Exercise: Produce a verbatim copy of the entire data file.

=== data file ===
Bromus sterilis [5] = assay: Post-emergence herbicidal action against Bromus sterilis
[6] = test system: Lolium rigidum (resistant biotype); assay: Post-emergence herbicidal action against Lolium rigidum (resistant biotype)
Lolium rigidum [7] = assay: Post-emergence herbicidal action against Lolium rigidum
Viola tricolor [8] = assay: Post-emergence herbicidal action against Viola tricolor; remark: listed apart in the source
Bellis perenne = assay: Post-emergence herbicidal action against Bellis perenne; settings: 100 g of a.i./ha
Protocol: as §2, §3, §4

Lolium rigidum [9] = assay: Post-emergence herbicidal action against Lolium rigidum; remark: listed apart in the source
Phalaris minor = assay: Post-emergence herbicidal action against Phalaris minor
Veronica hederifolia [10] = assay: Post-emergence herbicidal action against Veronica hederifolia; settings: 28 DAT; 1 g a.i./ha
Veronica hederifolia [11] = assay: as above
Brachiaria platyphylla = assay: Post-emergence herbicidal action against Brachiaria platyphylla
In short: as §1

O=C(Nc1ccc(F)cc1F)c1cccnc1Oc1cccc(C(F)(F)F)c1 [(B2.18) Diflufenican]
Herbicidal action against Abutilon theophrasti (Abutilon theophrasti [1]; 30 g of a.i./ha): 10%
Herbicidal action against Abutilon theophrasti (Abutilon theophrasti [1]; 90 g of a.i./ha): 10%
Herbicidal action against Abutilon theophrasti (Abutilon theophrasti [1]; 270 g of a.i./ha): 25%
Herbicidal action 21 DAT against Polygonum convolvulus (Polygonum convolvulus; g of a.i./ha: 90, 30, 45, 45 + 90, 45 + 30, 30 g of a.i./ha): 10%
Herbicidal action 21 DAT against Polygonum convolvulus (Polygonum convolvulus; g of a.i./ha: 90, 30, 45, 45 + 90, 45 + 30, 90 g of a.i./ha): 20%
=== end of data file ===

Bromus sterilis [5] = assay: Post-emergence herbicidal action against Bromus sterilis
[6] = test system: Lolium rigidum (resistant biotype); assay: Post-emergence herbicidal action against Lolium rigidum (resistant biotype)
Lolium rigidum [7] = assay: Post-emergence herbicidal action against Lolium rigidum
Viola tricolor [8] = assay: Post-emergence herbicidal action against Viola tricolor; remark: listed apart in the source
Bellis perenne = assay: Post-emergence herbicidal action against Bellis perenne; settings: 100 g of a.i./ha
Protocol: as §2, §3, §4

Lolium rigidum [9] = assay: Post-emergence herbicidal action against Lolium rigidum; remark: listed apart in the source
Phalaris minor = assay: Post-emergence herbicidal action against Phalaris minor
Veronica hederifolia [10] = assay: Post-emergence herbicidal action against Veronica hederifolia; settings: 28 DAT; 1 g a.i./ha
Veronica hederifolia [11] = assay: as above
Brachiaria platyphylla = assay: Post-emergence herbicidal action against Brachiaria platyphylla
In short: as §1

O=C(Nc1ccc(F)cc1F)c1cccnc1Oc1cccc(C(F)(F)F)c1 [(B2.18) Diflufenican]
Herbicidal action against Abutilon theophrasti (Abutilon theophrasti [1]; 30 g of a.i./ha): 10%
Herbicidal action against Abutilon theophrasti (Abutilon theophrasti [1]; 90 g of a.i./ha): 10%
Herbicidal action against Abutilon theophrasti (Abutilon theophrasti [1]; 270 g of a.i./ha): 25%
Herbicidal action 21 DAT against Polygonum convolvulus (Polygonum convolvulus; g of a.i./ha: 90, 30, 45, 45 + 90, 45 + 30, 30 g of a.i./ha): 10%
Herbicidal action 21 DAT against Polygonum convolvulus (Polygonum convolvulus; g of a.i./ha: 90, 30, 45, 45 + 90, 45 + 30, 90 g of a.i./ha): 20%